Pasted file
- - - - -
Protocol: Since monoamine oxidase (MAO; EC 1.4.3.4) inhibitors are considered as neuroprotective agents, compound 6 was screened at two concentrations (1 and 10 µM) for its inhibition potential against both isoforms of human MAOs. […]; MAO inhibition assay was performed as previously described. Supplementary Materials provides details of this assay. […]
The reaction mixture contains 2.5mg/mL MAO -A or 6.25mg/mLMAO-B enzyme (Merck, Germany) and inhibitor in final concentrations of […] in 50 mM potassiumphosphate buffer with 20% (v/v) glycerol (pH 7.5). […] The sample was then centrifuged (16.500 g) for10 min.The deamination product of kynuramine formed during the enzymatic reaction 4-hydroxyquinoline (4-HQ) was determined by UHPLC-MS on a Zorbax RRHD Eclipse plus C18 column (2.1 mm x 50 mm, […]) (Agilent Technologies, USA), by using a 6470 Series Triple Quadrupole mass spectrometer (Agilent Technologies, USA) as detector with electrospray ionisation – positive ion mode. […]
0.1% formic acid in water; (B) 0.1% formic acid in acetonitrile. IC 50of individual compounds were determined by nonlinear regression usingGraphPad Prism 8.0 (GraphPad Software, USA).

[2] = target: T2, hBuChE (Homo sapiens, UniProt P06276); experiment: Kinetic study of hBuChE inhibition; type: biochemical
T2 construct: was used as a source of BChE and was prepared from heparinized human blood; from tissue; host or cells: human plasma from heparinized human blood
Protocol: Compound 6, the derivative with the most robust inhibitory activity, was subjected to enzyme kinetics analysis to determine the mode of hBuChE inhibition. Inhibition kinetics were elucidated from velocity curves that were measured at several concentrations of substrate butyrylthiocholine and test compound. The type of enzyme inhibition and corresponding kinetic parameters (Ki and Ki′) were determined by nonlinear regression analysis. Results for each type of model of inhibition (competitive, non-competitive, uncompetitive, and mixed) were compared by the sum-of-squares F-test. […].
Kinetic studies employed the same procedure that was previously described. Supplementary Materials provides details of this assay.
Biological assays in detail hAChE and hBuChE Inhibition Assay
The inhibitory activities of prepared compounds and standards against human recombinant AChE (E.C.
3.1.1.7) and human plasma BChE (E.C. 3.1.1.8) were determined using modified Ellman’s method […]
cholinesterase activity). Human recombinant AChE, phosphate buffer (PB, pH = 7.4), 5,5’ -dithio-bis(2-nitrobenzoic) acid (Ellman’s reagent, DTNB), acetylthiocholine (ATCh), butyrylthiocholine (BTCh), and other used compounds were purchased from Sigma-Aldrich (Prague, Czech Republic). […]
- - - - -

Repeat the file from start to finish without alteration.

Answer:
Protocol: Since monoamine oxidase (MAO; EC 1.4.3.4) inhibitors are considered as neuroprotective agents, compound 6 was screened at two concentrations (1 and 10 µM) for its inhibition potential against both isoforms of human MAOs. […]; MAO inhibition assay was performed as previously described. Supplementary Materials provides details of this assay. […]
The reaction mixture contains 2.5mg/mL MAO -A or 6.25mg/mLMAO-B enzyme (Merck, Germany) and inhibitor in final concentrations of […] in 50 mM potassiumphosphate buffer with 20% (v/v) glycerol (pH 7.5). […] The sample was then centrifuged (16.500 g) for10 min.The deamination product of kynuramine formed during the enzymatic reaction 4-hydroxyquinoline (4-HQ) was determined by UHPLC-MS on a Zorbax RRHD Eclipse plus C18 column (2.1 mm x 50 mm, […]) (Agilent Technologies, USA), by using a 6470 Series Triple Quadrupole mass spectrometer (Agilent Technologies, USA) as detector with electrospray ionisation – positive ion mode. […]
0.1% formic acid in water; (B) 0.1% formic acid in acetonitrile. IC 50of individual compounds were determined by nonlinear regression usingGraphPad Prism 8.0 (GraphPad Software, USA).

[2] = target: T2, hBuChE (Homo sapiens, UniProt P06276); experiment: Kinetic study of hBuChE inhibition; type: biochemical
T2 construct: was used as a source of BChE and was prepared from heparinized human blood; from tissue; host or cells: human plasma from heparinized human blood
Protocol: Compound 6, the derivative with the most robust inhibitory activity, was subjected to enzyme kinetics analysis to determine the mode of hBuChE inhibition. Inhibition kinetics were elucidated from velocity curves that were measured at several concentrations of substrate butyrylthiocholine and test compound. The type of enzyme inhibition and corresponding kinetic parameters (Ki and Ki′) were determined by nonlinear regression analysis. Results for each type of model of inhibition (competitive, non-competitive, uncompetitive, and mixed) were compared by the sum-of-squares F-test. […].
Kinetic studies employed the same procedure that was previously described. Supplementary Materials provides details of this assay.
Biological assays in detail hAChE and hBuChE Inhibition Assay
The inhibitory activities of prepared compounds and standards against human recombinant AChE (E.C.
3.1.1.7) and human plasma BChE (E.C. 3.1.1.8) were determined using modified Ellman’s method […]
cholinesterase activity). Human recombinant AChE, phosphate buffer (PB, pH = 7.4), 5,5’ -dithio-bis(2-nitrobenzoic) acid (Ellman’s reagent, DTNB), acetylthiocholine (ATCh), butyrylthiocholine (BTCh), and other used compounds were purchased from Sigma-Aldrich (Prague, Czech Republic). […]